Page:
Video Mystery Shopping Tip: The ‘key’ to digging deeper with discovery questions

One of the most important things ALL new home sales associates are trained to do is to ASK discovery questions. This means asking your prospects open-ended questions that will allow you to learn more about them. You want you want to discover their buying motivators as well as their personal likes, dislikes, interests and other key information that will make selling them a new home more likely.

When you are qualifying your prospect, some of the typical discovery questions sound like this:

  1. What price range are you looking to stay within?
  2. Have you talked to a lender?
  3. When were you planning on making your move?
  4. How much money do you plan to put down on the home?

While these are all GOOD questions to use during the discovery process, they are not GREAT questions. No matter how your prospect answers the question, you are not really getting enough information to create your close.

I always encourage new home sales associate to find out what their prospects do for a living. This is a great non-threatening way for you to get an indication of how much money the prospect makes per year, but more importantly it is an excellent opportunity for you to dig deeper, develop rapport, and gather excellent information without feeling too ‘sales-y’.

Let me give you an example, last week I had a meeting with a financial planner. I was ‘interviewing’ him to see if he and I would be a good business fit. One of the first things he asked me was what I did for a living. I told him that I owned my own mystery shopping company and that I was also a speaker. Thinking his next question was going to be ‘how much money do you make per year?’,  I was pleasantly surprised when he said ‘tell me how you  got started in that business.’’ For the next 20 minutes or so I have him a brief account of how and why I started Melinda Brody and Company and before you know it, he and I were talking like we were old friends! You see, when he turned the question around and started to show genuine interest in me and what I did for a living, I naturally relaxed.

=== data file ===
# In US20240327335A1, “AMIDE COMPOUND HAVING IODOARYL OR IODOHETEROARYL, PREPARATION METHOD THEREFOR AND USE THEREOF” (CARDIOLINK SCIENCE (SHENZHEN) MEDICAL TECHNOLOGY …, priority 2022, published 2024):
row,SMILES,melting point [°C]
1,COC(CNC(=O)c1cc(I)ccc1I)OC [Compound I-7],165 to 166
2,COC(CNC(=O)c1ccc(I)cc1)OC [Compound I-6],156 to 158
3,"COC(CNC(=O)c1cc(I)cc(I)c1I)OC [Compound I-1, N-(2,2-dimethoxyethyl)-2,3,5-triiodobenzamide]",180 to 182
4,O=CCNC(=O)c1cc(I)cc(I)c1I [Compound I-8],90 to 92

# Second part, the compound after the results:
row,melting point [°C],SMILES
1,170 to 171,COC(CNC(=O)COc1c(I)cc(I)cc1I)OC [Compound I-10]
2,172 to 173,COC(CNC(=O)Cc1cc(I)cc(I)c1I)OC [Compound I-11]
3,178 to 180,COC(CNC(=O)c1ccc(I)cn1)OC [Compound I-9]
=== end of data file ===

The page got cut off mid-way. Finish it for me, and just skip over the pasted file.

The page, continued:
When you ask your discovery questions, make sure that they are indeed questions…not interrogations! People are usually very protective about sharing financial information with someone they have just met, so this area needs to be handled more creatively. Discovering more about WHO your client is way more important in making the sale than just asking them what they want their monthly payments to be. Take the time to dig a little deeper with each question that you ask. You will be surprised how easily people will open up to you when they feel that you are genuinely interested in them.

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